What happened next… well, at least some of us survived. (Continue Reading…)

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Escape Pod 656: Into the Breach (Flashback Friday)


Into the Breach

By Malon Edwards

I’m off my bunk and into my jodhpurs, knee-high leather boots and flight jacket the moment the long range air attack klaxons seep into my nightly dream about Caracara.

Muscle memory and Secret Service training kick in; I’m on auto-pilot (no pun intended) and a good ways down the hall buttoning up both sides of my leather jacket to the shoulder a full thirty seconds before I’m awake.

And just so you know, the ever so slight tremble in my hands and fingers is not fear. It’s adrenaline. I’m cranked and ready to put my foot all up in it.

A door to the right opens and Pierre-Alexandre falls in on my right flank, his steps brisk like mine. Our boots echo down the long hallway as we make our way from the underground bunker at Soldier Field to the bunker at Meigs Field.

What you think we got? he asks.

My reptile mind—that wonderful, hedonistic thing of mine—notices how lovely his make-me-jump-up-and-dance-like-I-just-caught-the-Holy-Ghost-in-church dark skin looks in the red emergency scramble lighting.

And yeah, I know. I’m going to hell for that. (Continue Reading…)

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Escape Pod 655: And Then There Were (N-One) (Part 4)


And Then There Were (N-One), Part 4

by Sarah Pinsker

Back in my room, I stripped my wet clothes off and replaced them with another T-shirt and boxer shorts. The whiskey didn’t do the job I’d hoped it would, so I spent the night in imaginary conversation with Mabel. The rain battering the window filled in her side of the dialogue. I walked through the order of events, everything I’d found. I had ideas, but they weren’t cohering. The timing was important, I knew that. Murder weapon would be lovely, but I didn’t expect a forensic report any time soon. As for suspects, for all the people giving me alibis and vouching for themselves and each other, it could still have been anybody.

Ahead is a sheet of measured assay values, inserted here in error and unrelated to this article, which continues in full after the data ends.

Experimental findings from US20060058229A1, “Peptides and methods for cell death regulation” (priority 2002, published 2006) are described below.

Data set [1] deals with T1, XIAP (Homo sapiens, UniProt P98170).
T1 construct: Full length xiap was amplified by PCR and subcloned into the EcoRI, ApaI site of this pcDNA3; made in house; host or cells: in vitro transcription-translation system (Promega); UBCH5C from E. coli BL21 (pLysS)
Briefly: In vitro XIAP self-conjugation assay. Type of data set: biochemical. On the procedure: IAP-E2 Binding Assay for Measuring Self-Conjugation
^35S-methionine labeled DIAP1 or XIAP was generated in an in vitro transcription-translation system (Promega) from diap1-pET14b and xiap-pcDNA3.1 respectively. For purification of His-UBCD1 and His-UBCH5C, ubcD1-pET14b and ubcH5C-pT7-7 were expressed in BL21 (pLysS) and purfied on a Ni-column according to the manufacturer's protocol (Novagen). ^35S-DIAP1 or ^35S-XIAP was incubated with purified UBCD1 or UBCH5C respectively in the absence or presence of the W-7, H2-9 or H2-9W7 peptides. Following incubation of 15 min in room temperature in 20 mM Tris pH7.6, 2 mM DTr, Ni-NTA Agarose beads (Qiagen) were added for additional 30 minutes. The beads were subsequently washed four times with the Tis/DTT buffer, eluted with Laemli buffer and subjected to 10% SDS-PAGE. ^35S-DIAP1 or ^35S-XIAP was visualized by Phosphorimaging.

I drifted away from the case itself. The host said she wasn’t the Prime, wasn’t the trunk of a branching tree, but she’d labeled us all in relation to her. We were all in close proximity. Even the most distant of us were still recognizable. Tiny differences. I hadn’t run into anyone who lived in a post-water shortage America, or post-flu, or post-oil. We all knew how to flush toilets.

What would it look like if we had radiated out from me instead of the host? Or if we had all radiated out from the hotel clerk, whom the quantologist had said was one of the farther iterations? There were other realities between these, ones she hadn’t chosen. N Sarahs, in N realities, where N was unknowable and constantly changing. Why had she chosen us and not others? Was I the most interesting of a string of insurance investigators, or the only one available this weekend? I had more questions than I’d had before I arrived.

(Continue Reading…)

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Escape Pod 654: And Then There Were (N-One) (Part 3)


And Then There Were (N-One), Part 3

by Sarah Pinsker

Back in the hallway, I dug in my bag for a pen. I’d normally have taken notes while she talked, but I’d had a feeling it would have shut her up. Instead of a pen, I came up with the dinner roll I’d taken earlier. I ate it in two bites. Diving in again, my fingers settled on the key card I’d found in the nightclub. Room 517. In the tower, I guessed. Might as well check it out.

I rode the tower elevator—much faster than the one to the nightclub—with two Sarahs who were making eyes at each other in a way that made me deeply uncomfortable. I was happy to escape.

Room 517 was around the corner and down the hall. My shoes sank into plush carpeting. Pushing a luggage cart through it wouldn’t be any fun, but maybe tower people paid bellhops to do the grunt work. The halls up here had actual wallpaper, tasteful stripes, in contrast with our bare-walled wing.